I've found that talking to people about your ideas isn't nearly as important as talking to people about the problem you are solving. Talk to 50 people about the pain and I can (almost) guarantee that your idea will be different - and better in the end. Just my two cents based on countless numbers of failed and successful ideas.

Michael Brill Technology startup exec focused on AI-driven products

August 22nd, 2013

I think probably 50% of this group is where you are +/- a few months. I agree with Blake that talking about problems is super-important... read anything on lean customer development and I think you'll find good advice on how to balance sharing and listening in interviews.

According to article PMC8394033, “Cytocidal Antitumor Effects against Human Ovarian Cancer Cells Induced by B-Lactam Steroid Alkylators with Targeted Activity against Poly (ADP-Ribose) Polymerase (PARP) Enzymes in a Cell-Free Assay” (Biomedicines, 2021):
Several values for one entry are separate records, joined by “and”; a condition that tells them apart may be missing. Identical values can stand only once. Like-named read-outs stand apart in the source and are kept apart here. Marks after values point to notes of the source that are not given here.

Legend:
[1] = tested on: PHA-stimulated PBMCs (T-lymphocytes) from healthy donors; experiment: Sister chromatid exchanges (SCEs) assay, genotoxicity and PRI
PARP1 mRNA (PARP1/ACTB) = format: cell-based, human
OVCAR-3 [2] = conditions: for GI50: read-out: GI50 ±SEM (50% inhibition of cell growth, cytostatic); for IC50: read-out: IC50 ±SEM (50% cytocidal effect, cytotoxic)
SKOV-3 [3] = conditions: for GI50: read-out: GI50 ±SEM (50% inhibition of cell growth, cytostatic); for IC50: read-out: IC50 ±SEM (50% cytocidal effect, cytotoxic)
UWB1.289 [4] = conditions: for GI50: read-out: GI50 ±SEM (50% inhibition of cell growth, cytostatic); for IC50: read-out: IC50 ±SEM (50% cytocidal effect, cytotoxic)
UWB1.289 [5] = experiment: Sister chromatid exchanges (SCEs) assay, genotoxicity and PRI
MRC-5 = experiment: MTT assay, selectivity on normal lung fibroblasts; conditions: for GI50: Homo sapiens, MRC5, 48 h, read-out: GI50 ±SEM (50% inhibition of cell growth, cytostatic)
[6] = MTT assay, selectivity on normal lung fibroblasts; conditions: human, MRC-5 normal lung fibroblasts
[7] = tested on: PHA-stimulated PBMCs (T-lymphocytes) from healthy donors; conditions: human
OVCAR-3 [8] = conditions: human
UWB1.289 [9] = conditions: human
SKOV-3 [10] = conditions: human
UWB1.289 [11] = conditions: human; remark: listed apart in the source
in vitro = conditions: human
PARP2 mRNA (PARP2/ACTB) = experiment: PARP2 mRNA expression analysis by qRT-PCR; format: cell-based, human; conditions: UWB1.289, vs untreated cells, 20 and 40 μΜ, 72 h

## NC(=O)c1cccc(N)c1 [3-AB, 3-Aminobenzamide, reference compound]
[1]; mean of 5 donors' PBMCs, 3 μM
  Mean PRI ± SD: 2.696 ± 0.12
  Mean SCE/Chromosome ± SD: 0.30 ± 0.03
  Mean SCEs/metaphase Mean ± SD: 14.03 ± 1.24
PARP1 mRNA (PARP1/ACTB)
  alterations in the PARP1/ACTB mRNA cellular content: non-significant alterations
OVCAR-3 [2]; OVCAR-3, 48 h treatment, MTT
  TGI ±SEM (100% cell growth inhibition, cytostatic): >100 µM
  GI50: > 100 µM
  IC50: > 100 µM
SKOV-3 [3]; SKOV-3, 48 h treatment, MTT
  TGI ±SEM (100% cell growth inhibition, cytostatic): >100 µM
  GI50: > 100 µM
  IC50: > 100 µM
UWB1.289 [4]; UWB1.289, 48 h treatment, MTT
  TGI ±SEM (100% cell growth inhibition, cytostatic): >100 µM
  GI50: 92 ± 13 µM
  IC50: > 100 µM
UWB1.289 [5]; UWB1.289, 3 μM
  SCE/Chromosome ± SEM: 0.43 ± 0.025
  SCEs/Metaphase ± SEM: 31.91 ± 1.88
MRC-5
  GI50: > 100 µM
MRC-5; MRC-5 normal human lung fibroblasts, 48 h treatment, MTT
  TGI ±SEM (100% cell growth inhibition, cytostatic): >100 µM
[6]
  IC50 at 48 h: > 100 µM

To your specific question, here's my feeling: nobody is going to steal your idea. Anyone who would conceivably do that already has 10 "better" ideas they're working on... and nobody is going to think about the problem domain and solution set the way you will. The more you share, the more you learn.

Jason Silver Entrepreneur & Co-Founder

August 22nd, 2013

On your first point, my opinion is to not worry so much about someone stealing your idea. Idea's are a dime a dozen, it's the ability (and desire) to execute that will set you apart. In just the early idea phase I like to get as much feedback as possible. It's at risk of getting "stolen" but as per Blake's point above, by the time you finish getting your feedback you won't even be working on the same idea you started with. Focus on identifying the problem that needs solving first...